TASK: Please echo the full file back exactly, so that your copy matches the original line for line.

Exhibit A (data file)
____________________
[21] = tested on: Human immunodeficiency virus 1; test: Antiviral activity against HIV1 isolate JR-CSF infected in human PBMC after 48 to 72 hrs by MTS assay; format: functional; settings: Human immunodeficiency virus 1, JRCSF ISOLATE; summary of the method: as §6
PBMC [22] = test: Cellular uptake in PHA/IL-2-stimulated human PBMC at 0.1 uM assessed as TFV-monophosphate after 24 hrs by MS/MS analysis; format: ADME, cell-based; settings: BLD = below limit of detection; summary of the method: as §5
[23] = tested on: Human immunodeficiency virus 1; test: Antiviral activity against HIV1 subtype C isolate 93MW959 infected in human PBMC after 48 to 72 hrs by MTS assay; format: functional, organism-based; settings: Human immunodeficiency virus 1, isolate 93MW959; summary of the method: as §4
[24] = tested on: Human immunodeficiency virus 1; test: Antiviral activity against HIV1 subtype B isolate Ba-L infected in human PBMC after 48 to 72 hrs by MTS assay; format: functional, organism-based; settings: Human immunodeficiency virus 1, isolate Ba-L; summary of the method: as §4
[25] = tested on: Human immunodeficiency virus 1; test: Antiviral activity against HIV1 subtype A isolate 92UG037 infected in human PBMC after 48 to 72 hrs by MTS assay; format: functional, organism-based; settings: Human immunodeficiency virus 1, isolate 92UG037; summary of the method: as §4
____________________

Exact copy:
[21] = tested on: Human immunodeficiency virus 1; test: Antiviral activity against HIV1 isolate JR-CSF infected in human PBMC after 48 to 72 hrs by MTS assay; format: functional; settings: Human immunodeficiency virus 1, JRCSF ISOLATE; summary of the method: as §6
PBMC [22] = test: Cellular uptake in PHA/IL-2-stimulated human PBMC at 0.1 uM assessed as TFV-monophosphate after 24 hrs by MS/MS analysis; format: ADME, cell-based; settings: BLD = below limit of detection; summary of the method: as §5
[23] = tested on: Human immunodeficiency virus 1; test: Antiviral activity against HIV1 subtype C isolate 93MW959 infected in human PBMC after 48 to 72 hrs by MTS assay; format: functional, organism-based; settings: Human immunodeficiency virus 1, isolate 93MW959; summary of the method: as §4
[24] = tested on: Human immunodeficiency virus 1; test: Antiviral activity against HIV1 subtype B isolate Ba-L infected in human PBMC after 48 to 72 hrs by MTS assay; format: functional, organism-based; settings: Human immunodeficiency virus 1, isolate Ba-L; summary of the method: as §4
[25] = tested on: Human immunodeficiency virus 1; test: Antiviral activity against HIV1 subtype A isolate 92UG037 infected in human PBMC after 48 to 72 hrs by MTS assay; format: functional, organism-based; settings: Human immunodeficiency virus 1, isolate 92UG037; summary of the method: as §4